Radical School Lunchboxes

Slow Mother Blog

March 27, 2012

Sometimes it's the little things...

Yesterday my children told me that they were the only ones who didn’t have ‘packets’ for their school lunches.

It turns out that Yani hasn’t been eating at school during lunch time because he is afraid what people will say when he eats his yoghurt, or biscuits, or left over dinner out of small plastic containers. Yesterday’s comment from a classmate was: ‘Ew, that’s digusting, get away from him’ - Yani was attempting to eat a favourite vegetable curry meal from a container. Pacha verified the story saying sheepishly, ‘ it’s true, but please let us keep going to the school…’

They may be little things – but it seems to bring up so much about the illness in our society. Maybe it was just the timing of it. The same day I had read these articles and pondered on the connections:

The ever-increasing ‘plastic soup’ of garbage that now stretches all the way between Japan and Hawaii:


The ongoing obesity epidemic in Australia – especially in children: (http://en.wikipedia.org/wiki/Obesity_in_Australia)

The evidence that good nutrition in childhood leads to lifelong intelligence: (http://www.nurseryworld.co.uk/news/1054895/Early-diet-may-linked-intelligence-says-study/)

The link between lower intelligence and prejudice: (http://www.livescience.com/18132-intelligence-social-conservatism-racism.html)

The connections seem obvious to me, yet if you talk about it you run the risk of being branded as ‘radical’ or a trouble-maker. And if your innocent, bright, open-minded children bring healthy, unpackaged lunches to school they run the risk of social exclusion.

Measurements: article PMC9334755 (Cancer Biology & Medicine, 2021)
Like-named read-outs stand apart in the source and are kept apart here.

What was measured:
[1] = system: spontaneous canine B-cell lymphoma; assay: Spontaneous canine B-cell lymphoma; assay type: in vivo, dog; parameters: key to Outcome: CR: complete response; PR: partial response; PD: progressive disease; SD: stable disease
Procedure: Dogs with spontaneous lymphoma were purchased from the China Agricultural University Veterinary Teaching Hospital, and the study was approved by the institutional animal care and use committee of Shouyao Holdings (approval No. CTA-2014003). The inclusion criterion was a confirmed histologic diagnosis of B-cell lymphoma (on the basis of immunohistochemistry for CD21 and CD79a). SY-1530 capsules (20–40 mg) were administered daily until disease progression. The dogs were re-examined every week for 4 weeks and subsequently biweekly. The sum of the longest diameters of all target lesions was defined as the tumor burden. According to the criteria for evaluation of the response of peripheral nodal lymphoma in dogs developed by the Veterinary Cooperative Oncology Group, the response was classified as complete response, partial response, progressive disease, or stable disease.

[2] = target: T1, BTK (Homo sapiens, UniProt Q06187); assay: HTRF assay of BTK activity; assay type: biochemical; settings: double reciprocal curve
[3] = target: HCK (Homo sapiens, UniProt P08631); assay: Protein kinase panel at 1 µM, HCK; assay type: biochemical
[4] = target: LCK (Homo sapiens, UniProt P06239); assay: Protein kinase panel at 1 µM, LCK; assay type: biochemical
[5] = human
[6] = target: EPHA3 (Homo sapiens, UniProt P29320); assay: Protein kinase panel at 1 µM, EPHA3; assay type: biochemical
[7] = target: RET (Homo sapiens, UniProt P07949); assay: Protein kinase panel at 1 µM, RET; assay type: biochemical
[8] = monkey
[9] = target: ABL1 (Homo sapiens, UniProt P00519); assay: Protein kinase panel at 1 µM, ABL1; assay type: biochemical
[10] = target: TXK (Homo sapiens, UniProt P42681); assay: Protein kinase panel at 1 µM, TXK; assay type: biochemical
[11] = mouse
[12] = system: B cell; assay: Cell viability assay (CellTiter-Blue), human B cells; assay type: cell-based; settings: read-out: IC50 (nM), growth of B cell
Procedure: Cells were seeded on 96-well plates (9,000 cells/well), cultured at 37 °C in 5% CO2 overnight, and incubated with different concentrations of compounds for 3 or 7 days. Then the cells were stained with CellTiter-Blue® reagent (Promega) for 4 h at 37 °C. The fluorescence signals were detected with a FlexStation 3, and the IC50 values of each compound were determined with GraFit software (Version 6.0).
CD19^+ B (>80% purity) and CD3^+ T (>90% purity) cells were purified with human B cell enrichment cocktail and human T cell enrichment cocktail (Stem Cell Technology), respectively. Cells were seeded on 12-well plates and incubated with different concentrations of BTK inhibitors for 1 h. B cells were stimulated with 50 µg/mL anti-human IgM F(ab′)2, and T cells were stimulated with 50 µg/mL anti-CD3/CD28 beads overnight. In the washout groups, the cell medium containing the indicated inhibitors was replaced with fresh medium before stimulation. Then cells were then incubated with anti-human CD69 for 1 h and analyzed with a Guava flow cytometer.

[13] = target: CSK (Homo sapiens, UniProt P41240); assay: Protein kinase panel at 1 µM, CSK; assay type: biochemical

So, Yani has asked me to come to the school to explain to the kids about the rubbish floating in the Pacific Ocean. I’ve sent the article link to the school Principal and asked if there could be some reward system for those who limit their rubbish in their lunchboxes. I was trying to be ‘less involved’ in this new school…seems like that’s going to be hard…


TenThousandThings said...


I think the idea for the principal is not radical but instead a much-needed responsible step for your community.

My niece goes to a v. privileged American jr. high school in city that was profiled in "The Preppie Handbook" because of its affluence. Many of the students eat junk food in packets but a significant and growing number of them bring lunch foods in reusable containers, including my niece - because of concern about quality of food as well as sustainability. They (because of their parents) are also concerned about absorbing plastics (endocrine disrupters) into their growing bodies. This is not the hottest topic of conversation, but the dialogue is starting. There has to be other parents at your children's school who are similarly concerned.

I just finished reading Susan Freinkel's illuminating "Plastic: A Toxic Love Story" which documents how our culture of over-consumption has turned plastic, a helpful breakthrough, into an environmental problem. She spotlights a true radical (although otherwise she lives a conventional middle-American lifestyle) who refuses to consume plastic. Her name is Beth Terry and she writes a blog: http://myplasticfreelife.com/.